The Goods and Services Tax in Australia
2.2 A New Tax System (Goods and Services Tax) Act 1999 (GST Act) was passed in 1999 to establish a GST, a broad-based tax of 10 per cent on most goods, services and other items sold or consumed in Australia.
2.3 At the time of the introduction of the GST, cross-border supplies of services or other intangibles were relatively unusual for consumers. Intangible goods have a value but do not have a physical presence. A hardcover copy of a book would be a tangible asset, whereas an e-book can be considered an intangible asset. As the supply of intangible goods by non-resident entities was rare when the GST was established, it was not considered necessary to makes provisions in the GST Act for the collection of GST on these transactions. At the time, there was only a very limited range of services available to consumers that were not performed in Australia or through an enterprise carried on in Australia.1 University of Sydney Professor of Law, Rebecca Millar, has pointed to a second consideration in deciding not to tax these goods when the GST was introduced:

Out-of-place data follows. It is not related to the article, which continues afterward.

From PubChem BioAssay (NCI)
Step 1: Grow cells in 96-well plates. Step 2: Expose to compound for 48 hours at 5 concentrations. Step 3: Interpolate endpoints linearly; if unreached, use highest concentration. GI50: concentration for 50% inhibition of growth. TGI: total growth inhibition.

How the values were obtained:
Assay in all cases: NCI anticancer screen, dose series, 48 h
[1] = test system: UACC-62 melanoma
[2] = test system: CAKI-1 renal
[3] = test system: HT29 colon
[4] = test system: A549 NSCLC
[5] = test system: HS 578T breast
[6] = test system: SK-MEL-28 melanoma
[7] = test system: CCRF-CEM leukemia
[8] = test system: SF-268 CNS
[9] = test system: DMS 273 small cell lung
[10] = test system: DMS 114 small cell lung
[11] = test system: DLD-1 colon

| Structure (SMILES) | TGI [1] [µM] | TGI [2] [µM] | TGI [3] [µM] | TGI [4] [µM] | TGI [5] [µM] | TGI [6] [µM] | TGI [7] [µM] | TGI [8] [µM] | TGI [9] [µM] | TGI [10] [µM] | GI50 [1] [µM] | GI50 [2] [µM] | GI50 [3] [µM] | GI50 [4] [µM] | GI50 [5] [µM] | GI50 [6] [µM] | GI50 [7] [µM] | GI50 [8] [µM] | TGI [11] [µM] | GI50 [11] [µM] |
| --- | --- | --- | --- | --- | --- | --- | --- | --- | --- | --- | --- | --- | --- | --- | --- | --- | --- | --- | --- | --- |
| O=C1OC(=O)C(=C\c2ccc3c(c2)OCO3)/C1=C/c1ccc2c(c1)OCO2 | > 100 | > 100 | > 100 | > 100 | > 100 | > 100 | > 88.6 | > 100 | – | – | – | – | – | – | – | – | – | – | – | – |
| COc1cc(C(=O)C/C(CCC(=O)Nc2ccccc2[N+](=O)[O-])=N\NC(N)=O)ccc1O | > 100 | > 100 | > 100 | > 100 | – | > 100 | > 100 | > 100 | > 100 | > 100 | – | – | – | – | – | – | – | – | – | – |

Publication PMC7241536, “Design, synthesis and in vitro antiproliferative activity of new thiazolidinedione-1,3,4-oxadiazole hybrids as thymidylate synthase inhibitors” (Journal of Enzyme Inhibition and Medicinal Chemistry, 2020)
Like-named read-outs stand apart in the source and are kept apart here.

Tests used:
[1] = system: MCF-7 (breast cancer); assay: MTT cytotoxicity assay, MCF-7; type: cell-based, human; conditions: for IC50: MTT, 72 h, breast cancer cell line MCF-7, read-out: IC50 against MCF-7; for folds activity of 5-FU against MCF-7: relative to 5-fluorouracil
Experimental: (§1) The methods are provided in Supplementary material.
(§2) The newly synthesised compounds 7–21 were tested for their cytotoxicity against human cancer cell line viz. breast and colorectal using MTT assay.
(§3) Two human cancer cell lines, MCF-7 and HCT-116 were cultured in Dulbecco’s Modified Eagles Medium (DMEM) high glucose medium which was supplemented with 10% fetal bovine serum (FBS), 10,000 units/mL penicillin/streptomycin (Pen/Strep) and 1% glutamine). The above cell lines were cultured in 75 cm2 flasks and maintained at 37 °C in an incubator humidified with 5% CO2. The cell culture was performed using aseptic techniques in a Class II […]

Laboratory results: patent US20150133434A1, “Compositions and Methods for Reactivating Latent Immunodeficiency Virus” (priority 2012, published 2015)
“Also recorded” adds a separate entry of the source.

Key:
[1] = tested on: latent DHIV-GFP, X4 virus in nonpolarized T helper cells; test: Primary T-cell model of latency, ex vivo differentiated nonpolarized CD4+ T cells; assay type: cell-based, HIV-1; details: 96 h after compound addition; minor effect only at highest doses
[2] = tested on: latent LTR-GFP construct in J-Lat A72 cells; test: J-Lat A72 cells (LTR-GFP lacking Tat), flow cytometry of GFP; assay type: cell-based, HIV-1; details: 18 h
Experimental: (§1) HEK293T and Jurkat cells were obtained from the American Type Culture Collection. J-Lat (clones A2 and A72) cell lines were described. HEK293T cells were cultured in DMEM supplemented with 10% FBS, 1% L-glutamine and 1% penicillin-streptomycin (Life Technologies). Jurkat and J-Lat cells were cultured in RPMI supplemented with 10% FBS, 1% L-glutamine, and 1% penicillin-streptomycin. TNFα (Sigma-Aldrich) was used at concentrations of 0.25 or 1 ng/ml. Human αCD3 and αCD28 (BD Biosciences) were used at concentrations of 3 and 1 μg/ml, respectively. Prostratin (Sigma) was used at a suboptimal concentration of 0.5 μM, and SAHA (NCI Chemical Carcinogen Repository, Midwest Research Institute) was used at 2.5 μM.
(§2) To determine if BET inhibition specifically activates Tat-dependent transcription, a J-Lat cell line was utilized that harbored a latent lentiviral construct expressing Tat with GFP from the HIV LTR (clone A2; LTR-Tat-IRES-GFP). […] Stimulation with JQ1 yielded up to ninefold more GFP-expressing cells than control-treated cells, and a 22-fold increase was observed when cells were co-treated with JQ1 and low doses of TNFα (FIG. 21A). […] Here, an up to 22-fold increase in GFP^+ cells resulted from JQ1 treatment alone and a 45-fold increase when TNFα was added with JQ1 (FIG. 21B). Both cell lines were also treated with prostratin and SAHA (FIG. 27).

1 Explanatory Memorandum, Tax and Superannuation Laws Amendment (2016 Measures No. 1) Bill 2016, p. 11.
2 Professor Millar, ‘The “Netflix tax” — coming to a country near you’, The Conversation, 22 April 2015.
The problem was that in 1998 it was unclear whether GST on services imported by consumers could effectively be collected. Collecting GST from suppliers with no presence in Australia would be difficult. Asking consumers to pay GST on their own purchases was impractical and unlikely to meet with high levels of compliance.2
2.4 Whereas physical goods can be stopped at the border and have the relevant customs and duties levied, the nature of digital importation means they are unable to be captured by the model historically used for imported goods, as they cannot be physically held at the border.